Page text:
Homemade Star Wars Movie Lands at Skywalker Sound

If you’ve spent any time poking around You Tube, you’ve probably come across a Fan Film or two—those homemade, amateur movies that pay tribute to famous movie franchises like Batman or Star Trek. One of the most famous fan flicks of all-time is Pink Five, a comedic Star Wars short that basically asks, “What if a Valley Girl flew in that famous Rebel raid on the Death Star?” It’s not just fans who like it—George Lucas himself chose it as his favorite fan production one year, for his annual Star Wars Fan Film Awards. The result was that filmmaker Trey Stokes’ home-spun, $200 movie was professionally remixed at Lucas' own Skywalker Sound—a tale Stokes recounts in this clip from the documentary, Backyard Blockbusters.
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If you’ve spent any time poking around You Tube, you’ve probably come across a Fan Film or two—those homemade, amateur movies that pay tribute to famous movie franchises like Batman or Star Trek. One of the most famous Fan Films of all-time is Pink Five, a comedic Star Wars short that basically asks, “What if a Valley Girl flew in that famous Rebel raid on the Death Star?” It’s not just fans who like it—George Lucas himself chose it as his favorite fan production one year, for his annual Star Wars Fan Film Awards. The result was that filmmaker Trey Stokes’ home-spun, $200 movie was professionally remixed at Lucas' own Skywalker Sound—a tale Stokes recounts here in this clip from the documentary, Backyard Blockbusters.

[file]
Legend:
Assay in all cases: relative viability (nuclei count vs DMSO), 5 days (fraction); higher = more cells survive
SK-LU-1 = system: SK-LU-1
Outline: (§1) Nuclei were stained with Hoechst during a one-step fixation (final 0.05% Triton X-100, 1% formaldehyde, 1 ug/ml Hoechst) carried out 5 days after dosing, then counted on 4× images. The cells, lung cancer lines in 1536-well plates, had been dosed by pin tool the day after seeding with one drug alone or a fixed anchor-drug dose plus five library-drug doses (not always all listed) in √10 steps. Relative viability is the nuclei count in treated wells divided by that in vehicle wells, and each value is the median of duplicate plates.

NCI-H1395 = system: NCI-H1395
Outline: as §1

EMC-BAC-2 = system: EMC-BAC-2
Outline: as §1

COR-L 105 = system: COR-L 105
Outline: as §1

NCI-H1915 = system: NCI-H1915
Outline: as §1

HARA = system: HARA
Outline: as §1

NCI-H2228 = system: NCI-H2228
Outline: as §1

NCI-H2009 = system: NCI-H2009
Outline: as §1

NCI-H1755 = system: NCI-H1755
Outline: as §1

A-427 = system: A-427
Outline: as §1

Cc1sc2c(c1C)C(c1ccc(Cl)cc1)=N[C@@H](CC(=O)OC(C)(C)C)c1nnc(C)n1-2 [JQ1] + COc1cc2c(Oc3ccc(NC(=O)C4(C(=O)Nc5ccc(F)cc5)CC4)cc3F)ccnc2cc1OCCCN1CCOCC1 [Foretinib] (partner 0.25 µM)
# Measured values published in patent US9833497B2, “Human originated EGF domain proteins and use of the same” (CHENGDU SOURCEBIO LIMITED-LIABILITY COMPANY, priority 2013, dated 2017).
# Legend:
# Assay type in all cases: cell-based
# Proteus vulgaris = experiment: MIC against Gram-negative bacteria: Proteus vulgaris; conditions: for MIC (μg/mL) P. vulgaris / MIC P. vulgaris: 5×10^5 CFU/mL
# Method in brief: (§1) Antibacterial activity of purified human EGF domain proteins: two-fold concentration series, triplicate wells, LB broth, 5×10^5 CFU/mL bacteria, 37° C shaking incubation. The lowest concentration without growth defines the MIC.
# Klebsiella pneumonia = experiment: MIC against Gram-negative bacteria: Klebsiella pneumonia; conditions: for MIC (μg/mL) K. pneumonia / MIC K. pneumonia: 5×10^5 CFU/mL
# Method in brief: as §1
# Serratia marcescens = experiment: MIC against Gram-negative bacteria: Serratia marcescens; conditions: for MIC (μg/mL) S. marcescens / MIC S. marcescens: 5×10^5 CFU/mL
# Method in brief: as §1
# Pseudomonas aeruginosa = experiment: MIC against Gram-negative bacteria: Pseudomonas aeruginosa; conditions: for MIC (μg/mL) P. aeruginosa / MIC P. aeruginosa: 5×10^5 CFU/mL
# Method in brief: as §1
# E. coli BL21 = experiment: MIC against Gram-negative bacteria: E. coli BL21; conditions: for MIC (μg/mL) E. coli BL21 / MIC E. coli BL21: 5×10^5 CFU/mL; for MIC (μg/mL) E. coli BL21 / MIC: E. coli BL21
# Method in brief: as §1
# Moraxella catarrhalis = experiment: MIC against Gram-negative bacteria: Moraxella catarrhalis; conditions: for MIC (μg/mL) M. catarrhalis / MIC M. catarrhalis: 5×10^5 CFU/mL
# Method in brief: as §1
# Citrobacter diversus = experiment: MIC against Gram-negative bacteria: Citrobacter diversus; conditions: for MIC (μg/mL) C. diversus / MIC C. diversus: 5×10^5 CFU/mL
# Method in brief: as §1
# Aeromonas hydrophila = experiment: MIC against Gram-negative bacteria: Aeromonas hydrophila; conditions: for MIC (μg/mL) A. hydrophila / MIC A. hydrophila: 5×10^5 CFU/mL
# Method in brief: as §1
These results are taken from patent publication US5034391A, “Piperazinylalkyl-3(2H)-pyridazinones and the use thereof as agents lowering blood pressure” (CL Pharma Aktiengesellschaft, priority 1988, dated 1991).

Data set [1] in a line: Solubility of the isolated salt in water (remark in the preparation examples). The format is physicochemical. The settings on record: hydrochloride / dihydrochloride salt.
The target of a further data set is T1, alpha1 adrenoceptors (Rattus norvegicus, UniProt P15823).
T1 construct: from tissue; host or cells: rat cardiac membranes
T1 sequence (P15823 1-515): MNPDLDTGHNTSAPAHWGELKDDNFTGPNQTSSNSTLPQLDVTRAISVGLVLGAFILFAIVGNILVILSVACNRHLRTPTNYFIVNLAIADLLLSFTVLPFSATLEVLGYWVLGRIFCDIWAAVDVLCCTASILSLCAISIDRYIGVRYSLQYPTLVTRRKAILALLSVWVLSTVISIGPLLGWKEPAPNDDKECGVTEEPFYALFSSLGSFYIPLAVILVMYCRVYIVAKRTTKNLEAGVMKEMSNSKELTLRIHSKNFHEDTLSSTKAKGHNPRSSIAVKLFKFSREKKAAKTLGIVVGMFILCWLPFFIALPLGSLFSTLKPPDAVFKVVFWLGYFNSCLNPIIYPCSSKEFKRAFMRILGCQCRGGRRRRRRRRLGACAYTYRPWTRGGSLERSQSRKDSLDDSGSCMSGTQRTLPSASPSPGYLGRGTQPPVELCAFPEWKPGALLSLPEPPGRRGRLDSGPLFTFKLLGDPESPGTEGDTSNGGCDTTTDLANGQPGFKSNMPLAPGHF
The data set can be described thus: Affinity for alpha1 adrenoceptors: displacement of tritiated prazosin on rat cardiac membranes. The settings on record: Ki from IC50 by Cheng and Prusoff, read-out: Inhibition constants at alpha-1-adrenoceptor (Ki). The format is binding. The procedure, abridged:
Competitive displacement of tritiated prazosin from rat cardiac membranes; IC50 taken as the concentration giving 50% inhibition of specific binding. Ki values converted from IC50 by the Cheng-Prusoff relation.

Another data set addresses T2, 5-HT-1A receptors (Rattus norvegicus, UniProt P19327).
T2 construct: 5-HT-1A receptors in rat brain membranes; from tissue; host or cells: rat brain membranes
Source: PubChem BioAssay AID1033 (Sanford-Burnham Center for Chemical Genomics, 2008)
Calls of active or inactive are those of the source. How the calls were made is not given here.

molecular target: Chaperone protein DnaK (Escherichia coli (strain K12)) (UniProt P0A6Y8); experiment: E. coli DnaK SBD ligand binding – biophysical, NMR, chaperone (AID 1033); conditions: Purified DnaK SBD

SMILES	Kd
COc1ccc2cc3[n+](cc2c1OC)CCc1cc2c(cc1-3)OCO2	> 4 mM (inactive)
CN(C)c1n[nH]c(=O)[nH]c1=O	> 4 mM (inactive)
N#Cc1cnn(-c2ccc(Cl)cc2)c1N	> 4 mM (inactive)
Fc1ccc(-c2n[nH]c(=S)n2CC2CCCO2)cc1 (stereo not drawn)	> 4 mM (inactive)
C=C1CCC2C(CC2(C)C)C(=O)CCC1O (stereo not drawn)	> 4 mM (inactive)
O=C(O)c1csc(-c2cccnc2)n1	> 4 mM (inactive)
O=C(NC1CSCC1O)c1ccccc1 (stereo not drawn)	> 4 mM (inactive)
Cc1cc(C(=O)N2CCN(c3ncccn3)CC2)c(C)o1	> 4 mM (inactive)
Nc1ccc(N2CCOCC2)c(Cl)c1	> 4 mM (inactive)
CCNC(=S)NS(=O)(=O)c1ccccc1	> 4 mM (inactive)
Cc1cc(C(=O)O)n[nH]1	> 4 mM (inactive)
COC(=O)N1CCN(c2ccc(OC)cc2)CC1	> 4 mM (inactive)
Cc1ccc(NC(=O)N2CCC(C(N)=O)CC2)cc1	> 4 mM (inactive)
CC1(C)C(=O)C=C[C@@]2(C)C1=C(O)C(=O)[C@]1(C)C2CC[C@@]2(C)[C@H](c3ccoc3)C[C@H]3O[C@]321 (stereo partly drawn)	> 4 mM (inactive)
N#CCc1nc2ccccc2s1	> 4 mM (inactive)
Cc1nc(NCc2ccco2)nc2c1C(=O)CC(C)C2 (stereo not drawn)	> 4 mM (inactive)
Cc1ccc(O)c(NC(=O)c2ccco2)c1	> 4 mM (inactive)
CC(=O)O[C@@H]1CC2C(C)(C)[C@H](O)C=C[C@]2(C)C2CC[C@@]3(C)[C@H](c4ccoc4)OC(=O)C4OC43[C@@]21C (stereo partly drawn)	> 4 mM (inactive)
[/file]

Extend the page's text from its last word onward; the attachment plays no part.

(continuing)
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Pink Five became such an online hit that it garnered millions of views, causing the folks at Lucasfilm to gently nudge Stokes and his crew to make a sequel, Pink Five Strikes Back. That clever follow-up, in turn, won an Audience Choice Award at the Star Wars Fan Film Awards the following year. Buoyed by its success, Stokes and his gang went for the brass ring and created a massive, three-part finale, Return of Pink Five. But while the first two parts of Return were completed, Stokes ultimately had to leave the final chapter of the Pink Five saga unfinished, due to budget constraints and the need to actually go out and make a living.

Now Stokes has started a Kickstarter campaign to raise the funds needed to finally finish off the tale—namely money for ADR, hard-drive recovery, special effects and more. [BLOG UPDATE, SEPT. 2012: Stokes' campaign raised 140% of the money needed to complete Pink Five ($28,000); at this writing, he is planning to use the extra $8,000 to create a small prequel as well, all of which he plans to debut in early 2013.]

If you haven’t seen Pink Five before, get ready to lose the next half-hour to chuckling over the exploits of Stacey, Yoda and Obi-Wan as they muck around in the background of the famous sci-fi trilogy. These are fun, professional-grade flicks, which is all the more impressive when you consider Stokes was working with essentially no budget, just the help of enthusiastic volunteers.